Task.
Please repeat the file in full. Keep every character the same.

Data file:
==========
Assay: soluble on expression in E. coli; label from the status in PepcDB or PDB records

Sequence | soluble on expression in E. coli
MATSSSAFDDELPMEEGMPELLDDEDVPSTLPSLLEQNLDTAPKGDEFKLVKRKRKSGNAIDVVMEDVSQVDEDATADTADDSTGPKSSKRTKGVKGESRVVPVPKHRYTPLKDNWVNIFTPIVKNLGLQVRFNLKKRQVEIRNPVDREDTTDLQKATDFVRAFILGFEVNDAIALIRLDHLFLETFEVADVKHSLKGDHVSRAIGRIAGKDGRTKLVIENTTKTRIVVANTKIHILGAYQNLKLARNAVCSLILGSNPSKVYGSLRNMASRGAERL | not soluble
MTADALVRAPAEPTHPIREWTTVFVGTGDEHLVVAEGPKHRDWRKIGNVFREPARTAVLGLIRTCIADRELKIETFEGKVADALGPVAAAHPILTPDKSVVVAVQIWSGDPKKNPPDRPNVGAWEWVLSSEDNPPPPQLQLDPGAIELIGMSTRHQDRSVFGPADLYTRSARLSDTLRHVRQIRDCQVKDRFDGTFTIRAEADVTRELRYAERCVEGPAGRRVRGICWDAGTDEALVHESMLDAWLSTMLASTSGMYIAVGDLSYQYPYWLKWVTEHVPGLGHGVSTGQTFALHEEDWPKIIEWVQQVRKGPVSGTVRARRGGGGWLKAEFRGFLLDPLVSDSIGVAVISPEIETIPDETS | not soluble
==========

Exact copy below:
Assay: soluble on expression in E. coli; label from the status in PepcDB or PDB records

Sequence | soluble on expression in E. coli
MATSSSAFDDELPMEEGMPELLDDEDVPSTLPSLLEQNLDTAPKGDEFKLVKRKRKSGNAIDVVMEDVSQVDEDATADTADDSTGPKSSKRTKGVKGESRVVPVPKHRYTPLKDNWVNIFTPIVKNLGLQVRFNLKKRQVEIRNPVDREDTTDLQKATDFVRAFILGFEVNDAIALIRLDHLFLETFEVADVKHSLKGDHVSRAIGRIAGKDGRTKLVIENTTKTRIVVANTKIHILGAYQNLKLARNAVCSLILGSNPSKVYGSLRNMASRGAERL | not soluble
MTADALVRAPAEPTHPIREWTTVFVGTGDEHLVVAEGPKHRDWRKIGNVFREPARTAVLGLIRTCIADRELKIETFEGKVADALGPVAAAHPILTPDKSVVVAVQIWSGDPKKNPPDRPNVGAWEWVLSSEDNPPPPQLQLDPGAIELIGMSTRHQDRSVFGPADLYTRSARLSDTLRHVRQIRDCQVKDRFDGTFTIRAEADVTRELRYAERCVEGPAGRRVRGICWDAGTDEALVHESMLDAWLSTMLASTSGMYIAVGDLSYQYPYWLKWVTEHVPGLGHGVSTGQTFALHEEDWPKIIEWVQQVRKGPVSGTVRARRGGGGWLKAEFRGFLLDPLVSDSIGVAVISPEIETIPDETS | not soluble